Senior FCC officials met behind closed doors last week with representatives of broadband carriers and Internet firms to consider a possible compromise on Internet regulation. The meeting was an attempt to head off a controversial move by the commission to assert its authority over broadband networks.
FCC chairman Julius Genachowski’s chief of staff and members of the commission’s office of strategic planning sat down with broadband providers including AT&T and Verizon, as well as Internet giants Google and Skype, to hash out differences on several issues.
A key topic during the two-hour discussion concerned net neutrality rules that would require network operators to treat all content equally, the “Washington Post” reported.
The meeting came two months after a federal court decision cast doubt on the FCC’s ability to enforce network neutrality. In that ruling, the U.S. Court of Appeals for the D.C. Circuit found that the FCC lacked the authority to stop Comcast from slowing traffic to a popular file-sharing website.
FCC chief of staff Eddie Lazarus told the newspaper that the commission held the meeting to “seize an opportunity.” Companies have already begun discussing various aspects of possible net neutrality regulations, considering, for example, how carriers could manage traffic on their networks and whether wireless services should be subject to the regulations.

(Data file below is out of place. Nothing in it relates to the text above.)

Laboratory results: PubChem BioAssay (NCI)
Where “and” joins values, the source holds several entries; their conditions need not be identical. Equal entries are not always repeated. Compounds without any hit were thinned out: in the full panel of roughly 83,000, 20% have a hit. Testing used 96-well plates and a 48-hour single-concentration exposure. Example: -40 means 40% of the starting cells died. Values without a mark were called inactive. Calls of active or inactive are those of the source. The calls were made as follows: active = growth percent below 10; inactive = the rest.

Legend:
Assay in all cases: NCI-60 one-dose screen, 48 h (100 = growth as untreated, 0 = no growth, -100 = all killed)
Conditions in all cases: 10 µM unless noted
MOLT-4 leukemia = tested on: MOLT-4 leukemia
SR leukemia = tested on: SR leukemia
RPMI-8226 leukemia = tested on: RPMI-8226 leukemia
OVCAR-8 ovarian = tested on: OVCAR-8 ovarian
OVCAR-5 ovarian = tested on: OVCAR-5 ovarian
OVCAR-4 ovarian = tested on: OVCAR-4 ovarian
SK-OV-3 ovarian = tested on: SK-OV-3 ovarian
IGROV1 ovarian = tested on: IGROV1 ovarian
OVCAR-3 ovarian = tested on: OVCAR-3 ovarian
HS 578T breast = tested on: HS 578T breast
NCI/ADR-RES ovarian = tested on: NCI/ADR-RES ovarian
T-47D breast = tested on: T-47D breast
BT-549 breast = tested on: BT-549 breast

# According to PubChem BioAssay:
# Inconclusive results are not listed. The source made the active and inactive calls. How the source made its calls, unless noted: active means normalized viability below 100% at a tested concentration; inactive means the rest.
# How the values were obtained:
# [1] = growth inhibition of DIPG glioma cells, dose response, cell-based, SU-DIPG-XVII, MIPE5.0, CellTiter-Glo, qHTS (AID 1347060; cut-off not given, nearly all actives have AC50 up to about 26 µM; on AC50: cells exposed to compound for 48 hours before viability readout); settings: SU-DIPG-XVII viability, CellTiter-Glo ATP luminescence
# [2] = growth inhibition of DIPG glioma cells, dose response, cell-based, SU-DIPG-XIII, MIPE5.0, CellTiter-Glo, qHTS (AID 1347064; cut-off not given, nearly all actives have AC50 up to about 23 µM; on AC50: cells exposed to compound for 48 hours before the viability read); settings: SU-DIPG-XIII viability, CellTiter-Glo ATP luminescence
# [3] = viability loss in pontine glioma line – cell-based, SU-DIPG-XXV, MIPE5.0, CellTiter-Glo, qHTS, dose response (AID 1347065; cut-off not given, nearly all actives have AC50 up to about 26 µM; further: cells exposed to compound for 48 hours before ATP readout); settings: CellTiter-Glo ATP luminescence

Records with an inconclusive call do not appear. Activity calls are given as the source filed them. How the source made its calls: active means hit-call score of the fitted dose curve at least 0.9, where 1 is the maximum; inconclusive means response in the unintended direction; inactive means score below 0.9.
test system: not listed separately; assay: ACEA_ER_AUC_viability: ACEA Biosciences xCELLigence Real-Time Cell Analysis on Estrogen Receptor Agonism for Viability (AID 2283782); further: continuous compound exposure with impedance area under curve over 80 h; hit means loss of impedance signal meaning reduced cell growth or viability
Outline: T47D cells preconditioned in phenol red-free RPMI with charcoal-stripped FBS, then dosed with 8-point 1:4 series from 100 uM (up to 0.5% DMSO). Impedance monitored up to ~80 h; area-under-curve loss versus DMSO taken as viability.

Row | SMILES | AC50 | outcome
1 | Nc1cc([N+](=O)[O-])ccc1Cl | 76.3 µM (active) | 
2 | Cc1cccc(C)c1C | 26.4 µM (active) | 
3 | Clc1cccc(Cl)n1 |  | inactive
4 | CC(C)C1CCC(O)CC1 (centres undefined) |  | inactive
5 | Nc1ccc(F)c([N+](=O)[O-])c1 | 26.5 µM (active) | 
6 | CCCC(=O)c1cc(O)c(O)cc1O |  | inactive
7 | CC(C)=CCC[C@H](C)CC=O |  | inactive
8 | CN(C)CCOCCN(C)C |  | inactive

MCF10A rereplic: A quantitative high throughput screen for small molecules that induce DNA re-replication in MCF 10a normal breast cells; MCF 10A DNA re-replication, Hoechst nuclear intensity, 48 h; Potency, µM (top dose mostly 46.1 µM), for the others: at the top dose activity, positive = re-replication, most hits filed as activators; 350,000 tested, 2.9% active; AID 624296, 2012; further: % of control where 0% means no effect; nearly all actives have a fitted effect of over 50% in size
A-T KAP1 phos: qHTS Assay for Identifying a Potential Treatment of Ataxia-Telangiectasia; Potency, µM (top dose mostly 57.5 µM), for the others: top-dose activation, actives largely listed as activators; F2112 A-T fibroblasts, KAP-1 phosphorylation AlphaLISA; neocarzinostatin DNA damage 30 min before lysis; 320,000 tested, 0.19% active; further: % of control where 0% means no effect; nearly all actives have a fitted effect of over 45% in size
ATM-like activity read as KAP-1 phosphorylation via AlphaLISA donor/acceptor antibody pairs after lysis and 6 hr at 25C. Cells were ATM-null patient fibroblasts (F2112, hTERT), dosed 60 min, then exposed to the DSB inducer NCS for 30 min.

Public interest groups criticized the meeting, saying it should have been conducted with greater transparency, particularly if the agency is considering a retreat from its recently announced plans to re-regulate broadband. No public interest groups were invited.
“It is stunning that the FCC would convene meetings between industry giants to allow them to determine how the agency should best protect the public interest,” said Josh Silver, president and CEO of Free Press, a media advocacy group. “The Obama administration promised a new era of transparency, and to ‘take a backseat to no one’ on net neutrality, but these meetings seem to indicate that this FCC has no problem brokering backroom deals without any public input or scrutiny.
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